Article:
On Tap Magazine September 2007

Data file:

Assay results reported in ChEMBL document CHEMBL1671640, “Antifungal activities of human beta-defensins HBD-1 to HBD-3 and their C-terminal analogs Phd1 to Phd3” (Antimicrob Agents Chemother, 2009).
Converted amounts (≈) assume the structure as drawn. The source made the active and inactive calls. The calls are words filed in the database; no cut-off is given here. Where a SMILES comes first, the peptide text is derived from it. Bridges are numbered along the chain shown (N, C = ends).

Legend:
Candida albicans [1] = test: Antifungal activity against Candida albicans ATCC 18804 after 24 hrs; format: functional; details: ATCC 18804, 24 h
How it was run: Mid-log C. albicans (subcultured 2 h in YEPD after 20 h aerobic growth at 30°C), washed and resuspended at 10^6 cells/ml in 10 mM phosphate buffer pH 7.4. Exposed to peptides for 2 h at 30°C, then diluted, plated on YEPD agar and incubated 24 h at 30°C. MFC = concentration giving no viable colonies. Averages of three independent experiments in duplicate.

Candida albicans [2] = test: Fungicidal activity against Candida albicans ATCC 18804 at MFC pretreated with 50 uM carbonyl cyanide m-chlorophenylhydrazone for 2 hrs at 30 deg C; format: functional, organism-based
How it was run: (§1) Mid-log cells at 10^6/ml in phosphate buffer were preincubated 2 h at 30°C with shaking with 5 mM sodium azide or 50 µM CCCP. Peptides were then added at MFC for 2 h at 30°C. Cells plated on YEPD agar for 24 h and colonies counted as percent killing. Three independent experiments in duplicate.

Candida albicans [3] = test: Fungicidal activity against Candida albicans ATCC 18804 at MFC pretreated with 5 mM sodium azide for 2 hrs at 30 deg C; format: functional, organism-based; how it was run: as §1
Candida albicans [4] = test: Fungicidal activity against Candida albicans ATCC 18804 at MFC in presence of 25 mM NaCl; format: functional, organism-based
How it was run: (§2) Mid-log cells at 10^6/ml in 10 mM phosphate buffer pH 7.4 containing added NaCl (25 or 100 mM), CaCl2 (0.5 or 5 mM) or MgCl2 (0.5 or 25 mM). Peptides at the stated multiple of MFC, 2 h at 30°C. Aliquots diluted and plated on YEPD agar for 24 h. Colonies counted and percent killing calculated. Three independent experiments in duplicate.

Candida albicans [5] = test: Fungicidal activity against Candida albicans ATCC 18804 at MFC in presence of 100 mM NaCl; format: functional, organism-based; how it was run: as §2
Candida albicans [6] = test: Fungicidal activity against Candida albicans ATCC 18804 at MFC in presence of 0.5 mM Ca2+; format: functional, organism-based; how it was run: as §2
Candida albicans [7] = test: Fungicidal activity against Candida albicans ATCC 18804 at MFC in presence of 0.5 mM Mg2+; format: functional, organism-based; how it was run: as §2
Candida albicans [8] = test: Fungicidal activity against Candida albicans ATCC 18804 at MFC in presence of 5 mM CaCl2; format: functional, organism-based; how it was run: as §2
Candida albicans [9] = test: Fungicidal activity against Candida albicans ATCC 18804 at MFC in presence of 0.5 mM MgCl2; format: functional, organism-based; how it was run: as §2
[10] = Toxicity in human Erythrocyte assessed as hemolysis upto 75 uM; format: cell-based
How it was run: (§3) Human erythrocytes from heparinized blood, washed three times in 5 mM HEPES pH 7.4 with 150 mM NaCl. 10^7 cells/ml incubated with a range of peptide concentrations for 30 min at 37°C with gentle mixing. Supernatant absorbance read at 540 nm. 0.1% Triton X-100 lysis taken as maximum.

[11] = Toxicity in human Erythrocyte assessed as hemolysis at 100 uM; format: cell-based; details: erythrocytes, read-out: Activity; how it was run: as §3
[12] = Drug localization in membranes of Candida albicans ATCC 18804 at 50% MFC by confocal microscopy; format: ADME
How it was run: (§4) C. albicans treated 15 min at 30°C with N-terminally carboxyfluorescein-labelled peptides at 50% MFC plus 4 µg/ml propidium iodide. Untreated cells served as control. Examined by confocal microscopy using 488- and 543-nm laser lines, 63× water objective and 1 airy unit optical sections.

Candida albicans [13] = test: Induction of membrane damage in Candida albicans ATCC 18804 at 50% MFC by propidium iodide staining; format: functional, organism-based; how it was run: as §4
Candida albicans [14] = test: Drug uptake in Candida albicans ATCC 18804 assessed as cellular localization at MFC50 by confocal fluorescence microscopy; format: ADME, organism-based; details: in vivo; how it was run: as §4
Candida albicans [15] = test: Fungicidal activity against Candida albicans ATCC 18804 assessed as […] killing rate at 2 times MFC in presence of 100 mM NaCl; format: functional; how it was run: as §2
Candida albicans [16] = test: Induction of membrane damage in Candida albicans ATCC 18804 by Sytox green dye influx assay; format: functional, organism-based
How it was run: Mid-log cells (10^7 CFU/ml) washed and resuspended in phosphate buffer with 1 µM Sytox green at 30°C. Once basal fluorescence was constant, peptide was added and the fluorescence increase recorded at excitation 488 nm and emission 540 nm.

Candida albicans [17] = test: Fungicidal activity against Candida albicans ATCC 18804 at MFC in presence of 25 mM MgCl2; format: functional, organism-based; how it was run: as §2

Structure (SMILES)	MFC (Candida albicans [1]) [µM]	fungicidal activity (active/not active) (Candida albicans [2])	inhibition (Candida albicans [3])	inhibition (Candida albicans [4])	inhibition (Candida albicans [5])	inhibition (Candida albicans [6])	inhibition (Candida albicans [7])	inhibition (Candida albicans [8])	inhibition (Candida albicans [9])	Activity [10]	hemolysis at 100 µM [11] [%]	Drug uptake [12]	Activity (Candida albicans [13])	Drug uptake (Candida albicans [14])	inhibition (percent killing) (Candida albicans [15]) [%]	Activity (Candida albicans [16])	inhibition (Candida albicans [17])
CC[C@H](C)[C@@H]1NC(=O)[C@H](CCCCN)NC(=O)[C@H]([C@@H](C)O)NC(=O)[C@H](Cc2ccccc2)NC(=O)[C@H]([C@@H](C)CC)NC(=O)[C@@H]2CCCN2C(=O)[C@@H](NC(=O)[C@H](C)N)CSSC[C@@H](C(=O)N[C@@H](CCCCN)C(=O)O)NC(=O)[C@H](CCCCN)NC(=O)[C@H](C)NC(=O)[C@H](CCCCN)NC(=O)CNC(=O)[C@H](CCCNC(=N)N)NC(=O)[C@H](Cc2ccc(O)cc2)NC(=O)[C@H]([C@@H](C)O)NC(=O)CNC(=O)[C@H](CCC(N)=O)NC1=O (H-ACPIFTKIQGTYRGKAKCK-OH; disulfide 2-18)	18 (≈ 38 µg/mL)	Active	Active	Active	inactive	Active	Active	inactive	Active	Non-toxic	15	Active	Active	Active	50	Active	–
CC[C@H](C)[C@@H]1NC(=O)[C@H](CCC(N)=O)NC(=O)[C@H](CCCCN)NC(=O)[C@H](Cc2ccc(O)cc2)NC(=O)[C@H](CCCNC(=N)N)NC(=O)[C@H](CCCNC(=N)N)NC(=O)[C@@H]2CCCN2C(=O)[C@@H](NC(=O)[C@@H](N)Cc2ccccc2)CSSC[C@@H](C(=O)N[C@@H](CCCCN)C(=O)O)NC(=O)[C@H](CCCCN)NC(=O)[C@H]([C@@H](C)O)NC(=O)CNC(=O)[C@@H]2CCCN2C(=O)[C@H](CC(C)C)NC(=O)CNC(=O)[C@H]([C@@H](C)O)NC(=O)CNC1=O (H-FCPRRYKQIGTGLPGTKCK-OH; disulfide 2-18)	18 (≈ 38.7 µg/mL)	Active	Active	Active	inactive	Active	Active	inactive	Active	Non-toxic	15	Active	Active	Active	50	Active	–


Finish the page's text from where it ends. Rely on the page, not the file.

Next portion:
Manu Chao has always let his displeasure of U.S. foreign policy known, especially during his June DC-area show at Merriweather in front of 16,000. In "Tristeza Maleza" he speaks of infinite sadness due to the privacy-invading "Sr. Bush" and in "Rainin in Paradize" he thinks of Baghdad as non-democratic "because it's a U.S. country." These are songs of anti-globalization, peace and war, freedom and love, in English, Spanish, French and now Italian, using his trademark wondrous mix of global rhythms, with a new emphasis on rock. "Rainin" calls for calm and intelligence in a chaotic world with a fist-pumping, peppy upbeat catchy tune. In "Me llaman Calle" he hopes for love for streetwalkers in a beautifully melodic flamenco strum rhythm. "El Hoyo" is just plain fun, filled with sirens, screams, pulsating snare drums, rolling R's, chants of "hey, hey, hey," and "hoyoyo… oyoyo." CD release date is Sept. 4. — Alfredo Flores
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